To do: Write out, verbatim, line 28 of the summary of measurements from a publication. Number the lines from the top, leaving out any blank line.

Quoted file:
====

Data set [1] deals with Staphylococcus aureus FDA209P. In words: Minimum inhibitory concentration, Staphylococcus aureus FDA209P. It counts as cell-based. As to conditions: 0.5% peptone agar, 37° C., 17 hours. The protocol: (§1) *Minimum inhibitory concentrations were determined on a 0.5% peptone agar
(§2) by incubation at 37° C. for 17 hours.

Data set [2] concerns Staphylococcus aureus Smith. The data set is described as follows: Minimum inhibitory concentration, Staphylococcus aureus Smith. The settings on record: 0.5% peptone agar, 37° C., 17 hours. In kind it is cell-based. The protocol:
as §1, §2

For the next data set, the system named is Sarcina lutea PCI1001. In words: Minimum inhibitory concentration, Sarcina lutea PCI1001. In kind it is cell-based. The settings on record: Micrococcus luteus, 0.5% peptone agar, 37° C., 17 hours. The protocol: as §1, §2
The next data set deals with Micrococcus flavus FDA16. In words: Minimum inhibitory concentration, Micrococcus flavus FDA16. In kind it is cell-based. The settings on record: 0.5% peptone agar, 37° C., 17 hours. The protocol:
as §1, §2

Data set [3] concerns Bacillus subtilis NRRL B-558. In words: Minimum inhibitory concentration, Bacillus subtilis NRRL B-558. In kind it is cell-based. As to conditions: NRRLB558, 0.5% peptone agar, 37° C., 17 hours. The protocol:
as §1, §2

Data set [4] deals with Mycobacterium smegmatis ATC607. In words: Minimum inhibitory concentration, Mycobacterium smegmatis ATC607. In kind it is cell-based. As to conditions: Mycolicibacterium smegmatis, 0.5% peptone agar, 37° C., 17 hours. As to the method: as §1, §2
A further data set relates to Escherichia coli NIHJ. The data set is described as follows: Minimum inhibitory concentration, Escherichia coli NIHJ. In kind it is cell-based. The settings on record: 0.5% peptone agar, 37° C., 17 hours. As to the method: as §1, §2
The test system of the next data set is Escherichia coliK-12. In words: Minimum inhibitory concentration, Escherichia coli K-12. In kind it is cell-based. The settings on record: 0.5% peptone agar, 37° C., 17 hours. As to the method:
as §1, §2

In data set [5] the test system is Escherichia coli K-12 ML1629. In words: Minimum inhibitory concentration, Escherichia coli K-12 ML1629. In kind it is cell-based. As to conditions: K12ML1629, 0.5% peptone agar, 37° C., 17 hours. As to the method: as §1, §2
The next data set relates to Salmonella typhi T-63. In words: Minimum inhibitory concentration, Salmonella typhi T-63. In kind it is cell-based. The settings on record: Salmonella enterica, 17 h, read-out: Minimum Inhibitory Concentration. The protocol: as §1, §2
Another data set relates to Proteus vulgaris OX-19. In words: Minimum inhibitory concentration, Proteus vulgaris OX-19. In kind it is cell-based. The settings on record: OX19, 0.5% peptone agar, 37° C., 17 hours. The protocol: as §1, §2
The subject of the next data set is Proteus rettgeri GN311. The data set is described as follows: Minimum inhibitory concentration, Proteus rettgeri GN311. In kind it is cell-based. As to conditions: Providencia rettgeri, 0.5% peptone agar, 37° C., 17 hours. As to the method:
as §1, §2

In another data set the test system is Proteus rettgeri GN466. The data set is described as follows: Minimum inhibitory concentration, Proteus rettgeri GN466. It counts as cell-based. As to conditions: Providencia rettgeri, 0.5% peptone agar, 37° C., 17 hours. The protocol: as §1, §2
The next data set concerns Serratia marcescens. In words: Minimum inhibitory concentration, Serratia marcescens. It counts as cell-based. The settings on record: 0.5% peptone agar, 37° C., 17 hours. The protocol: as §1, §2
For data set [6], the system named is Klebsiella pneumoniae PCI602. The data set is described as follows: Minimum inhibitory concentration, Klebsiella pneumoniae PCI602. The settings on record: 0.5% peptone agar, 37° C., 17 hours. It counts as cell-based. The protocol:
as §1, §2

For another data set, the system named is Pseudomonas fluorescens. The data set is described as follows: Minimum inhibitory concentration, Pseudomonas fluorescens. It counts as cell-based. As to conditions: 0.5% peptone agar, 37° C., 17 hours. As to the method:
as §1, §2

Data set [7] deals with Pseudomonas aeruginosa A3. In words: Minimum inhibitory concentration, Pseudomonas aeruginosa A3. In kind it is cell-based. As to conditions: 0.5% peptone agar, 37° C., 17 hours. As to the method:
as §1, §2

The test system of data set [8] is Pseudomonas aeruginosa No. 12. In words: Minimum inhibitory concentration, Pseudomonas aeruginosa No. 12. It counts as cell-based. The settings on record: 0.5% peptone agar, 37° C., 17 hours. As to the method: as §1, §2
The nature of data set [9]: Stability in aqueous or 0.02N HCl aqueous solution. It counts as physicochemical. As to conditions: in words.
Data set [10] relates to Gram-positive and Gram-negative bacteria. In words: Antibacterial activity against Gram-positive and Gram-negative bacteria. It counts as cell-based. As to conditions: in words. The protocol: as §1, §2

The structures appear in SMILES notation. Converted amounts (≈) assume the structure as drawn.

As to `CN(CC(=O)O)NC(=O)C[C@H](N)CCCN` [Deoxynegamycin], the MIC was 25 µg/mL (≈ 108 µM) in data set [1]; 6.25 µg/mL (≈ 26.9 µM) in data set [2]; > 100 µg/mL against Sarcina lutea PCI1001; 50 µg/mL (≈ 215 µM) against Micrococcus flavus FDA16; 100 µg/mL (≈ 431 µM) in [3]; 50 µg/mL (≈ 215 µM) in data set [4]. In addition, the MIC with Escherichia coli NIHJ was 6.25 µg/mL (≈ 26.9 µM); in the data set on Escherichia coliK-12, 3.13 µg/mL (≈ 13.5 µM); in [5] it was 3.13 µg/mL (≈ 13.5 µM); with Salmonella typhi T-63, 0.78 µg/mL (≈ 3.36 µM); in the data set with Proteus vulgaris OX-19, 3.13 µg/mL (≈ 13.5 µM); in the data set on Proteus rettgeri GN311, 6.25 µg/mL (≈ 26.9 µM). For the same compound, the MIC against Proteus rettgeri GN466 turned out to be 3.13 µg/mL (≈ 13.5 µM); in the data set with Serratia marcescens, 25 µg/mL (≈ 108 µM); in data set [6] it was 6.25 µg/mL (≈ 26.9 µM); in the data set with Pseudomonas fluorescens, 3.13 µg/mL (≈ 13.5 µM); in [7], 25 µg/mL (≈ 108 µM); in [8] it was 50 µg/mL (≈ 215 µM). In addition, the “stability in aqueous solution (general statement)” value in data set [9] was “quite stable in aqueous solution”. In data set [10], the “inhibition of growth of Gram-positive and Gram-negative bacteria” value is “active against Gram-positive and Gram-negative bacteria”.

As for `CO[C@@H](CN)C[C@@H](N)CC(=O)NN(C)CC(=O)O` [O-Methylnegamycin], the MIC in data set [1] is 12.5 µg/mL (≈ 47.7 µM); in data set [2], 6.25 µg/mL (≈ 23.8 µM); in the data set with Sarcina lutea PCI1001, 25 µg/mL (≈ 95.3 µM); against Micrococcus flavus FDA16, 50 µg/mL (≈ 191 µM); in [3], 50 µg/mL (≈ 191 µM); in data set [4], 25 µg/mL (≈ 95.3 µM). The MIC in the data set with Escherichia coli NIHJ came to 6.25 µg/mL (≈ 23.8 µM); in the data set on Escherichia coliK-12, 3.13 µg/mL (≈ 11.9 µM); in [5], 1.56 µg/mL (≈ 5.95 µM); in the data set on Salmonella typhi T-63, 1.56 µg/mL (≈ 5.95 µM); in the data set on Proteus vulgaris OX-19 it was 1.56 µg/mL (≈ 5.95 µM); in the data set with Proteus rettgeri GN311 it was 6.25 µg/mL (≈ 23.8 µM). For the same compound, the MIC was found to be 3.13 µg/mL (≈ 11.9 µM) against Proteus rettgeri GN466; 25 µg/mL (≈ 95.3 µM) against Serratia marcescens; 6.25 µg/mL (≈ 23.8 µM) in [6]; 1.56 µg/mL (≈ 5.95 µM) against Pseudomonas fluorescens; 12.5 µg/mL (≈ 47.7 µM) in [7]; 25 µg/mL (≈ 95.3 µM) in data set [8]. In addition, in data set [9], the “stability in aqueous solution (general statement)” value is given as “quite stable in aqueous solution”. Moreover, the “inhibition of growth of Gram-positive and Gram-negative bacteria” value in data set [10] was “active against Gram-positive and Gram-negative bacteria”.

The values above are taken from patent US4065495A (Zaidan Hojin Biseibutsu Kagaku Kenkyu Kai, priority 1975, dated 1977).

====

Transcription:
The nature of data set [9]: Stability in aqueous or 0.02N HCl aqueous solution. It counts as physicochemical. As to conditions: in words.